Dry Tortugas National Park (Florida)

The Dry Tortugas National Park is located in the Gulf of Mexico, west of Key West, Florida. It consists of seven islands as well as protected coral reefs. Garden Key is known for its beaches and The park, best known for being the home of Fort Jefferson, a 19th century coastal fortress made of over 16 million bricks, also protects natural wonders above and below its pristine water's surface.

Dry Tortugas National Park is an ideal remote getaway for fans of history and picturesque blue waters alike, and is ideal for bird watching, beach camping, and snorkelling. A lighthouse and sea turtles can be found on Loggerhead Key.

Dry Tortugas National Park

The Windjammer Wreck, the remains of an 1875 ship, is a popular dive site on nearby Loggerhead Reef. Seabirds such as sooty terns nest on Bush Key.

The park is known for its diverse marine life, tropical bird breeding grounds, vibrant coral reefs, and stories of shipwrecks and sunken treasures. The Everglades & Dry Tortugas Biosphere Reserve was established by UNESCO in 1976 as part of its Man and the Biosphere Programme.

Dry Tortugas National Park, located nearly seventy miles west of Key West, is only accessible by boat or seaplane.

Marine wildlife thrives in this remote area. Diverse marine species can find refuge in vibrant coral reef and sea grass communities. You'll see a beautiful array of reef fish and other marine life if you're willing to get wet and dive below the water's surface. On the park's protected beaches, large sea turtles bury their egg clutches. And on Bush Key, the sooty tern has its only regular nesting site in the entire country.

The official bird list for Dry Tortugas National Park includes 299 species. Only eight of these species nest frequently within the park: the magnificent frigatebird, the masked booby, the sooty tern, the brown noddy, the brown pelican, the roseate tern, the bridled tern, and the mourning dove.

What makes Dry Tortugas so special?

This 100-square-mile park is mostly open water, with seven small islands dotted around it. The park, which is only accessible by boat or seaplane, is famous around the world for its magnificent Fort Jefferson, picturesque blue waters, exceptional coral reefs and marine life, and the diverse bird life that frequents the area.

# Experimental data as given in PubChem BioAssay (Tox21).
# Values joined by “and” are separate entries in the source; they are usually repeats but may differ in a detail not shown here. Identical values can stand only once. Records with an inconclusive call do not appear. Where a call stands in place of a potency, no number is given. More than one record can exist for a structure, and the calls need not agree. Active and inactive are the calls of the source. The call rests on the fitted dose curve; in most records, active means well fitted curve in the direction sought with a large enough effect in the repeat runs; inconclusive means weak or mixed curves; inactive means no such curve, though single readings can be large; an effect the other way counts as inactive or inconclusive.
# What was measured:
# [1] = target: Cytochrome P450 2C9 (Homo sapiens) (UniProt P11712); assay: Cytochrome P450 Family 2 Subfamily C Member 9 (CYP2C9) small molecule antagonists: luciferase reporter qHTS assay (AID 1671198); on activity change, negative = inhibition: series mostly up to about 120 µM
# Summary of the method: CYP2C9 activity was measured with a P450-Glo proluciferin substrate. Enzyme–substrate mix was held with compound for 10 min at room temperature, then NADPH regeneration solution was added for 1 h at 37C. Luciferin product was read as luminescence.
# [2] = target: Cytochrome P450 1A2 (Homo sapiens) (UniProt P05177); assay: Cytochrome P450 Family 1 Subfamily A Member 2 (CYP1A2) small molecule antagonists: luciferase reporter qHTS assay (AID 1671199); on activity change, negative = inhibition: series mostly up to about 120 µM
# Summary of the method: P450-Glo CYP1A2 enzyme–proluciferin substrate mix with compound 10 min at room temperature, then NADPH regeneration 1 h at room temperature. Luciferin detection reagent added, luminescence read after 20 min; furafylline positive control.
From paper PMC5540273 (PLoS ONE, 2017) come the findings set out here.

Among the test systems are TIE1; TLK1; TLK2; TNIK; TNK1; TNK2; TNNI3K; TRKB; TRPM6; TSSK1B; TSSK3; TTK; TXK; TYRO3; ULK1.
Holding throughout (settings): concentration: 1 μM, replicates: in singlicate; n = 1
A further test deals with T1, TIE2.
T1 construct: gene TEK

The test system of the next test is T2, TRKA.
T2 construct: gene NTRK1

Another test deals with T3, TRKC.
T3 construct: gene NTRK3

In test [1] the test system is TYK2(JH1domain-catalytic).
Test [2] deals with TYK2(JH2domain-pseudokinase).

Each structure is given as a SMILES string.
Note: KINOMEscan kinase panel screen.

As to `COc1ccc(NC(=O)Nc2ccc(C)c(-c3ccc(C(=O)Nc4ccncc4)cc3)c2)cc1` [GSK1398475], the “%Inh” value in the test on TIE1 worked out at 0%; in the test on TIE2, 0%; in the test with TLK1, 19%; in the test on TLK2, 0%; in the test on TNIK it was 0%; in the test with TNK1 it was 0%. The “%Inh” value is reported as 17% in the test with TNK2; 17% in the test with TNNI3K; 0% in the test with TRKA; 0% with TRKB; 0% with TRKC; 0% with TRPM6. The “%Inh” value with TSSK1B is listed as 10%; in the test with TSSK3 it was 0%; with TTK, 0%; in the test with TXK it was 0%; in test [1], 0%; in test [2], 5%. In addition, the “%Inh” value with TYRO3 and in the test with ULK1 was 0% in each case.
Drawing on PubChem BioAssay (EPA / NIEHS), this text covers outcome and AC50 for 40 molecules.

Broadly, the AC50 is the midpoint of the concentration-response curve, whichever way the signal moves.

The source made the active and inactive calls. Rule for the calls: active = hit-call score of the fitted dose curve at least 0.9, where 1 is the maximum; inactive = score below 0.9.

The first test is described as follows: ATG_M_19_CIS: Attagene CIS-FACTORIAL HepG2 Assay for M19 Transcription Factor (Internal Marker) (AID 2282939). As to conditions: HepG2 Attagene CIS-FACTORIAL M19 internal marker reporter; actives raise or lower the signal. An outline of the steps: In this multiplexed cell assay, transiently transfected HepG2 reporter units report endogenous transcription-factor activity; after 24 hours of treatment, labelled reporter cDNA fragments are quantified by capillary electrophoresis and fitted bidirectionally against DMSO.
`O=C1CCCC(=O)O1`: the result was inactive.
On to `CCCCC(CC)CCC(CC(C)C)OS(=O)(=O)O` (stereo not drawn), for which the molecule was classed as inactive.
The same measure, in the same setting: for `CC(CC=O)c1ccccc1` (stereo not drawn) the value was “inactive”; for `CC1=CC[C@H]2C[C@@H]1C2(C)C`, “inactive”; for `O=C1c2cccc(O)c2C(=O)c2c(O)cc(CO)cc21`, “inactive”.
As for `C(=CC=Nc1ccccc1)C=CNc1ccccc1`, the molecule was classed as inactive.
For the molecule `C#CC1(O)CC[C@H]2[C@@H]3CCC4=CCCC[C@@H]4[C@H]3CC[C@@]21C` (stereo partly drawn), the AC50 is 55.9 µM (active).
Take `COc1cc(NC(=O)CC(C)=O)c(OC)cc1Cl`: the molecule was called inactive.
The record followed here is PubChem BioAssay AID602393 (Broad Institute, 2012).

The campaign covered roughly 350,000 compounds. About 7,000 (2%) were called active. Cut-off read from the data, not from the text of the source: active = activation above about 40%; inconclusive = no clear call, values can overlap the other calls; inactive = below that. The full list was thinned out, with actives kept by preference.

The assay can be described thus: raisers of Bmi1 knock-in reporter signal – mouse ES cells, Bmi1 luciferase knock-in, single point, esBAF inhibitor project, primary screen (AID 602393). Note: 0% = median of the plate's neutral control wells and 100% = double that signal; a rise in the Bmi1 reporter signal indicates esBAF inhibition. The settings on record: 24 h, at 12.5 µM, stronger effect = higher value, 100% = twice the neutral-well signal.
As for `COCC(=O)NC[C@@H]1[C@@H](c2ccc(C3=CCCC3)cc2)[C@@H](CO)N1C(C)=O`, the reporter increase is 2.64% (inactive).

Is it worthwhile to visit Dry Tortugas National Park?

The Dry Tortugas National Park is fascinating in terms of both its unique marine landscape and its history, and it is well worth a visit. The stunning Dry Tortugas National Park is located at the tip of the Florida Keys. It protects seven beautiful Dry Tortugas Islands.

Is food available on the Dry Tortugas?

There are no restaurants, shops, fuel, water, or food.

How To Reach Dry Tortugas National Park

The park is only accessible by boat or seaplane. Its waters are teeming with marine life, including three species of sea turtles. Thousands of migrating birds stop on the islands to rest or nest. A large flock of sooty terns nests on Bush Key every spring and summer.

Best Time to Visit Dry Tortugas National Park

Dry Tortugas National Park is a great place to visit all year because of the warm sea and air temperatures. When Bush Key is open from October to January, it is one of the best times to visit Dry Tortugas National Park.

Top Places to Visit Around Dry Tortugas National Park

  • Fort Jefferson
  • Garden Key
  • Tortugas Banks
  • Little Africa